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Potter-Heads Are Flocking to English Beach to Protect the “Grave” of Dobby the House Elf

There’s been a battle for the area, apparently.

In news that would make Dumbledore proud, Harry Potter fans all over the world are cheering after winning the battle to keep commemorating a beloved character on a beach in Pembrokeshire, Wales.

The news spread everywhere online, including Twitter. Where several people were cheering that they still would get to say goodbye to fan favorite, Dobby. 

"Harry Potter fans are being told to stop leaving socks at Dobby’s grave at Freshwater West Beach as it has started to become an environmental concern for wildlife," a tweet from the @PopCrave account back on November 2 reads.

You might recognize the beach as the place where (spoiler!) Dobby is buried in the seventh Harry Potter film, Harry Potter and the Deathly Hallows: Part 1. But few people probably realized it was a real place. In fact according to the New York Times, every year thousands of people make the trek to say goodbye to their favorite fictional elf. They often leave something at his gravesite, like a sock — a token of freedom in the books, like the one that Harry Potter gives to Dobby to free him from being under Lucious Malfoy's control. Other people leave painted rocks which read: "Here lies Dobby, a free elf" — a tragic line from the books. 

Of course, the gestures have the purest intentions. But local officials grew concerned that the gifts were bad for the environment and launched an eight month investigation back in March to determine whether the monument should be torn down. Thankfully that hasn't come to pass, as the National Trust Wales, a conservation charity that conducted the assessment, has finally determined that the memorial can stay.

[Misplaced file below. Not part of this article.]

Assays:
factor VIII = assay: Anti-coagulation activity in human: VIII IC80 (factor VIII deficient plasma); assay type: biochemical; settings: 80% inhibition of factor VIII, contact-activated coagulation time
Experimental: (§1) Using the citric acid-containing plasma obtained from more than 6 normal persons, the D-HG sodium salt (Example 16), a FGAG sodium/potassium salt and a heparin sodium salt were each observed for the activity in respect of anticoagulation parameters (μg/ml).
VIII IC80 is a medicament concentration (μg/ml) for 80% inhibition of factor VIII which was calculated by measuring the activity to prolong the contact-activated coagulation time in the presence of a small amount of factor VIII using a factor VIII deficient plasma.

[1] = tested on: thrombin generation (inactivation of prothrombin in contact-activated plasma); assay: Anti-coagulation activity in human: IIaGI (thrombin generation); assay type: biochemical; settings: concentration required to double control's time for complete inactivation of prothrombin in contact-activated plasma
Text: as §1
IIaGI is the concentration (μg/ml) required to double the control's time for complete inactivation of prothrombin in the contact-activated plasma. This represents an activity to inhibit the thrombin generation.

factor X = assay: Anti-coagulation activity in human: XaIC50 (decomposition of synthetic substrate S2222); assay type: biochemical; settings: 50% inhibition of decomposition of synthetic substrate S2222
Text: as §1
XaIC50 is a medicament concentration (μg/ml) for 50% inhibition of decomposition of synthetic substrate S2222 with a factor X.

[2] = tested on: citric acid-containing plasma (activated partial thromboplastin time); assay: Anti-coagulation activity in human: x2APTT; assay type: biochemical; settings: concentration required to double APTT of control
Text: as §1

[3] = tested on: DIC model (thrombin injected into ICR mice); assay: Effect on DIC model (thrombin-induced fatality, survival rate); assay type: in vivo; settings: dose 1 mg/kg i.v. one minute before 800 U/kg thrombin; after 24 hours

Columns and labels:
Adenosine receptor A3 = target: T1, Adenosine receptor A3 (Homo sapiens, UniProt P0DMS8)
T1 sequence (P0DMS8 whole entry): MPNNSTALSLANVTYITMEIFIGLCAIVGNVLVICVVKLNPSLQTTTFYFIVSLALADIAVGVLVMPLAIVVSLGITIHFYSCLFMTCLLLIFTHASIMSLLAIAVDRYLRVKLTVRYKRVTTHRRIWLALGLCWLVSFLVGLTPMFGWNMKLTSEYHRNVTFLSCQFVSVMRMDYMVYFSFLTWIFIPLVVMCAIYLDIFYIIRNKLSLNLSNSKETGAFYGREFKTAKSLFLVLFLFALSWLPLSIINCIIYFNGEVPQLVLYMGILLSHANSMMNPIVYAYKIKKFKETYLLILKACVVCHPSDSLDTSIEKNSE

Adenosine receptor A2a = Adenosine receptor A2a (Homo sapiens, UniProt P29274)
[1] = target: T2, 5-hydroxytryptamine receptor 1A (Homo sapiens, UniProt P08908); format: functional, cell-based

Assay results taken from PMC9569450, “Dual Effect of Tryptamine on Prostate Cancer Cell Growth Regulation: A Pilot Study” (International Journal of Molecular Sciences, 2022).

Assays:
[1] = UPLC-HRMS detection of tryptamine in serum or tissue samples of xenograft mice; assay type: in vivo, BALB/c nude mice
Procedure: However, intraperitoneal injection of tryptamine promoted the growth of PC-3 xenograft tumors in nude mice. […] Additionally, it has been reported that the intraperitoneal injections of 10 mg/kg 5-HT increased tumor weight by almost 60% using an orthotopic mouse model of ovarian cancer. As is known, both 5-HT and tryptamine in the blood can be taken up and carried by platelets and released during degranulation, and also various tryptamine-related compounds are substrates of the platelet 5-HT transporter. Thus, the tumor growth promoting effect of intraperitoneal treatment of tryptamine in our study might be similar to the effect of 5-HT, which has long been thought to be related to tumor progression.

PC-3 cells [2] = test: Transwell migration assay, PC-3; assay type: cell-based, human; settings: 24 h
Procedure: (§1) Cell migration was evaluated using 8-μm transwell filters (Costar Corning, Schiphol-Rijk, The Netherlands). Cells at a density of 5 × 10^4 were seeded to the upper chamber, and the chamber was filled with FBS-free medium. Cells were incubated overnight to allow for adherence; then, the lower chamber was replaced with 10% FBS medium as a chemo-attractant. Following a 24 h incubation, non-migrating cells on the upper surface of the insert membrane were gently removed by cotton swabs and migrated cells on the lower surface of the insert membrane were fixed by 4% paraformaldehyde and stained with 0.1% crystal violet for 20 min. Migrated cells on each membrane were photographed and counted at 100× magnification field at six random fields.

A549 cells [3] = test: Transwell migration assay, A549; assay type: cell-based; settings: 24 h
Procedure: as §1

“The memorial to Dobby will remain at Freshwater West in the immediate term for people to enjoy,” the National Trust Wales wrote in their assessment on October 31, 2022. But added that in the future, guests should probably leave all socks at home. “The Trust is asking visitors to only take photos when visiting the memorial to help protect the wider landscape,” they added. 

The organization continued that “items like socks, trinkets, and paint chips from painted pebbles could enter the marine environment and food chain and put wildlife at risk.” 

“While we’re delighted that so many want to visit," Jonathan Hughes, an official with National Trust Wales said in the statement. "We have to balance the popularity of the site with impacts on the sensitive nature of the beach and wider environment, and pressure on the facilities and surrounding roads,” he explained. 

So again while it might be tempting to leave a keepsake, it's in everyone's best interest to leave the beach undisturbed.